FISHER, Robert (c.1465-1535).
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Family and Education
b. c.1465, 2nd s. of Robert Fisher of Beverley, Yorks. by Agnes. educ. Beverley sch.; L. Inn, adm. 26 Oct. 1493.2
Steward of the household to John Fisher, bp. of Rochester.3
Robert Fisher and his elder brother John were born at Beverley into a family which, according to John Fisher’s biographer, ‘by trade of merchandise left behind them a competent wealth’. Their father died when they were still young and their mother married again, but she educated them with the money he had left them. After they had both been taught the rudiments of grammar by a priest schoolmaster of the collegiate church of Beverley, John Fisher went on to Cambridge, apparently not without some delay as he was nearly 30 when he took his bachelor’s degree, and in 1493 Robert Fisher entered Lincoln’s Inn, perhaps with the encouragement or assistance of his increasingly successful brother.4
Fisher may have practised as a lawyer but his career was to be bound up with that of his brother, who in 1504 was made bishop of Rochester. He became steward of the bishop’s household and lessee of the episcopal manor of Bromley, and his standing with his brother may have procured his election to one or more of Henry VIII’s early Parliaments, for which the names of the Rochester Members are lost, as it certainly did in 1529. It is as ‘the bishop of Rochester’s brother’ that he appears on a list of Members drawn up by Cromwell in the spring of 1533. Those named (who include Fisher’s fellow-Member Edmund Page) are thought to have been opposed to the bill in restraint of appeals, and although some of them may have been moved to do so by fear of possible reprisals against the wool and cloth trades, Fisher’s objection was presumably one of principle. He is known to have kept the bishop informed, even after John Fisher had been removed to the Tower, of what went on in the Commons: among the measures he reported on were the Act of Supremacy and the Treasons Act, both passed late in 1534. It was of the second of these that he made his famous comment:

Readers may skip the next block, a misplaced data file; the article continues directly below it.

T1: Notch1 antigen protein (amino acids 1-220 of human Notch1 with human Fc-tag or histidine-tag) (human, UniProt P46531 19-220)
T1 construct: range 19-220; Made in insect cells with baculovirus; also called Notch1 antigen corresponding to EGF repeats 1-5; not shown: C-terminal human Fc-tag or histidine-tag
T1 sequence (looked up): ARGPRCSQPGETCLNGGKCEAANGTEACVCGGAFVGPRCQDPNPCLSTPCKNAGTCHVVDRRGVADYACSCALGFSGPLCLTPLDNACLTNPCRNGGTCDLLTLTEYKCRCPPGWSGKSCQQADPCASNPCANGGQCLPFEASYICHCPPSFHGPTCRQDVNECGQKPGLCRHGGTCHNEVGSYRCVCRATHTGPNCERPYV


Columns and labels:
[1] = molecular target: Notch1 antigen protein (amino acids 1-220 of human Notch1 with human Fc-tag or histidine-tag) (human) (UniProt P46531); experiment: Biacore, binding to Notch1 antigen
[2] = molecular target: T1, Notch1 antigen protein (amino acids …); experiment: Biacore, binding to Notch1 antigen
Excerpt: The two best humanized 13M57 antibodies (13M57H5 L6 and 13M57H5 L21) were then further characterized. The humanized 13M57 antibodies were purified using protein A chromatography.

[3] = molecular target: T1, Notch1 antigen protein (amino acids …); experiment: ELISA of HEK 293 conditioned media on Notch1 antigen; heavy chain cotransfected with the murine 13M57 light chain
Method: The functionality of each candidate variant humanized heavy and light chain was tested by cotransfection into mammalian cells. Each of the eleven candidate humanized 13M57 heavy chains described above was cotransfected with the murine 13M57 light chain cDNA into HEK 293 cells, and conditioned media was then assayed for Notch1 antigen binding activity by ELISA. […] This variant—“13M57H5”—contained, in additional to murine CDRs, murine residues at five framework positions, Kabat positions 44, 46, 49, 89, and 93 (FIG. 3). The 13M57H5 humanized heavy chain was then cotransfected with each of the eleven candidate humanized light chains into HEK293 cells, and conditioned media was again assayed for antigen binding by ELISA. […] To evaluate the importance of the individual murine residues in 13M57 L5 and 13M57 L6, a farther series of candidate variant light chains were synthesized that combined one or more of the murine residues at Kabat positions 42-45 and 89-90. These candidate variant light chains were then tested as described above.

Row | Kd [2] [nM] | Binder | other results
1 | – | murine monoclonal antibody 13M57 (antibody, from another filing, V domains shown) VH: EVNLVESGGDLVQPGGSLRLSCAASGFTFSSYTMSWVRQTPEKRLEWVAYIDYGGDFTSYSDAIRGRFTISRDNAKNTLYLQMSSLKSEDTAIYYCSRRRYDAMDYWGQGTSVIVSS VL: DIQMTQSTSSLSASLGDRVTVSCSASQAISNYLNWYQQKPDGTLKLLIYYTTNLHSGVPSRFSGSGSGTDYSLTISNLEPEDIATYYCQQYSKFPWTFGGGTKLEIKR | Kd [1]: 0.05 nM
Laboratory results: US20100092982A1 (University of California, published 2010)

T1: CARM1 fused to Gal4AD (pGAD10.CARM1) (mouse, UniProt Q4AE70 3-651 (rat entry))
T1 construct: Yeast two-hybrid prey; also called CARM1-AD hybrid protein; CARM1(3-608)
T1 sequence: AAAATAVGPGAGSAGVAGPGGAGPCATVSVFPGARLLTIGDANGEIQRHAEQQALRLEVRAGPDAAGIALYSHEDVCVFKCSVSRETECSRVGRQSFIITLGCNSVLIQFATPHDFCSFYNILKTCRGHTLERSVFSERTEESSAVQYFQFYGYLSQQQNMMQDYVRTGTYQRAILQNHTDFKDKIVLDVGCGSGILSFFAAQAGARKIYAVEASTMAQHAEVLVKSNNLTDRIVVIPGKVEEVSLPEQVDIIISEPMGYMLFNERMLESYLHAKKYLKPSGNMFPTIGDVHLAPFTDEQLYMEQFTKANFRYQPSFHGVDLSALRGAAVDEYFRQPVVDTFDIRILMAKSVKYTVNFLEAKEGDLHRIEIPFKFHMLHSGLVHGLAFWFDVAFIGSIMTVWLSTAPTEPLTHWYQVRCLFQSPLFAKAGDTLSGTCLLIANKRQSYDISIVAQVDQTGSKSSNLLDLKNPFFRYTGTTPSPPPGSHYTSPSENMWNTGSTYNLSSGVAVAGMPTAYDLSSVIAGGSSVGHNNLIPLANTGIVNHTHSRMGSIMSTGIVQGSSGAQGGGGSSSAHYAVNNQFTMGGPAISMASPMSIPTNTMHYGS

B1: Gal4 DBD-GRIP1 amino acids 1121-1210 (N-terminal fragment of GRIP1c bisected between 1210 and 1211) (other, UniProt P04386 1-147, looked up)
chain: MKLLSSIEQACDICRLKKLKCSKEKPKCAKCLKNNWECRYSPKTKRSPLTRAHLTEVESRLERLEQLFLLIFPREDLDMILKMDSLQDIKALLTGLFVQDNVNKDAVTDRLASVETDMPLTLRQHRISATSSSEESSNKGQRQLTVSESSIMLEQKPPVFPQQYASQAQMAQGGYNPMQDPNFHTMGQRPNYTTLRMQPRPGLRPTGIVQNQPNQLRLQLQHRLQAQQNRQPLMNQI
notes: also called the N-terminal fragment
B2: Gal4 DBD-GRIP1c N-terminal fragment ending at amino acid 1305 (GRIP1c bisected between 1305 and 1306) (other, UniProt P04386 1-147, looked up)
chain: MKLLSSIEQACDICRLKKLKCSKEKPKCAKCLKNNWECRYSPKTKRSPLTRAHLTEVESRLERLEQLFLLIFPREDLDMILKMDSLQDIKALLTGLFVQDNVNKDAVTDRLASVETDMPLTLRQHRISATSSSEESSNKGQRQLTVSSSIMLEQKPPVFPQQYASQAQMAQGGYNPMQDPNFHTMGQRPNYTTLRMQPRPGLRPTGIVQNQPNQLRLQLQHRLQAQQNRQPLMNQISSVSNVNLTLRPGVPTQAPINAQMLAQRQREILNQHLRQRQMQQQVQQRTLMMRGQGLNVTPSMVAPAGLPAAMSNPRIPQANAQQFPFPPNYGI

‘Now’, said he, ‘speaking is made high treason, which was never heard of before, that words should be high treason. But there was never such a sticking at the passing of any Act in the Lower House as was at the passing of the same.’ ... And that they stuck at the last to have one word in the same, and that was the [word] maliciously, which, when it was put, it was not worth ... for they would expound the same statute themselves at their pleasure.
In view of Fisher’s understandable hostility to the Act which was to doom his brother it is not surprising that his name is missing from a second list of Members, also drawn up by Cromwell and dating from the time when the bill in question was before the Commons: if, as is believed, this records the names of those having a particular connexion with the bill, perhaps as a committee, it could hardly be expected to include one who was so parti pris, even though it does contain the names of some Members who were little likely to welcome the measure.5
In the course of the sixth session the bishop had been attainted of misprision of treason for giving credit to Elizabeth Barton, the Holy Maid of Kent (25 Hen. VIII, c.12). He wrote to Cromwell from Rochester on 18 Feb., before the bill was introduced into the Lords, that he did not deserve the terrible threats which Cromwell had sent him by his brother; Cromwell replied that he had merely advised the bishop to sue to the King for pardon. Two months later he was committed to the Tower and all that his brother could do was to provide for him there, out of his own purse. This Robert Fisher continued to do until his own death, in or shortly after February 1535, deprived the bishop of his support. No will or inquisition post mortem has been found, and Fisher is not known to have been replaced for the final session of the Parliament.6